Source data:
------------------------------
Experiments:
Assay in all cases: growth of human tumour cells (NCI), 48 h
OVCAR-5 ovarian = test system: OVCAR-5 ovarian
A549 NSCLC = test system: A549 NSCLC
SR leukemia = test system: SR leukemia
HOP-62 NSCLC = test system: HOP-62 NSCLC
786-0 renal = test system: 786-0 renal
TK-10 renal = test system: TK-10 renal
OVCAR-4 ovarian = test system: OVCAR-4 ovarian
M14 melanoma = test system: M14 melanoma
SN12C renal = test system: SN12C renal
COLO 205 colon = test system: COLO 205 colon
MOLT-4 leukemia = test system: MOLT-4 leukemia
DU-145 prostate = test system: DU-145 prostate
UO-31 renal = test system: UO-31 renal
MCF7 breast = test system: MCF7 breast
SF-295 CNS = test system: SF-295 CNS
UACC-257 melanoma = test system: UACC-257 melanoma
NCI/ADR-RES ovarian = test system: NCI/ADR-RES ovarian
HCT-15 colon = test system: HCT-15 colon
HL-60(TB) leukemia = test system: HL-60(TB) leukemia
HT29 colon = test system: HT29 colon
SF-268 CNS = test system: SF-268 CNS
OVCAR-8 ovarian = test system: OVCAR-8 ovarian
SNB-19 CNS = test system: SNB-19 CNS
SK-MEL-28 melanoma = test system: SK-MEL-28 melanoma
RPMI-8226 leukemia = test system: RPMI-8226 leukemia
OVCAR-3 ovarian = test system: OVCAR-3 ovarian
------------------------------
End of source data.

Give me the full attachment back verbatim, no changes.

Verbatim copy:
Experiments:
Assay in all cases: growth of human tumour cells (NCI), 48 h
OVCAR-5 ovarian = test system: OVCAR-5 ovarian
A549 NSCLC = test system: A549 NSCLC
SR leukemia = test system: SR leukemia
HOP-62 NSCLC = test system: HOP-62 NSCLC
786-0 renal = test system: 786-0 renal
TK-10 renal = test system: TK-10 renal
OVCAR-4 ovarian = test system: OVCAR-4 ovarian
M14 melanoma = test system: M14 melanoma
SN12C renal = test system: SN12C renal
COLO 205 colon = test system: COLO 205 colon
MOLT-4 leukemia = test system: MOLT-4 leukemia
DU-145 prostate = test system: DU-145 prostate
UO-31 renal = test system: UO-31 renal
MCF7 breast = test system: MCF7 breast
SF-295 CNS = test system: SF-295 CNS
UACC-257 melanoma = test system: UACC-257 melanoma
NCI/ADR-RES ovarian = test system: NCI/ADR-RES ovarian
HCT-15 colon = test system: HCT-15 colon
HL-60(TB) leukemia = test system: HL-60(TB) leukemia
HT29 colon = test system: HT29 colon
SF-268 CNS = test system: SF-268 CNS
OVCAR-8 ovarian = test system: OVCAR-8 ovarian
SNB-19 CNS = test system: SNB-19 CNS
SK-MEL-28 melanoma = test system: SK-MEL-28 melanoma
RPMI-8226 leukemia = test system: RPMI-8226 leukemia
OVCAR-3 ovarian = test system: OVCAR-3 ovarian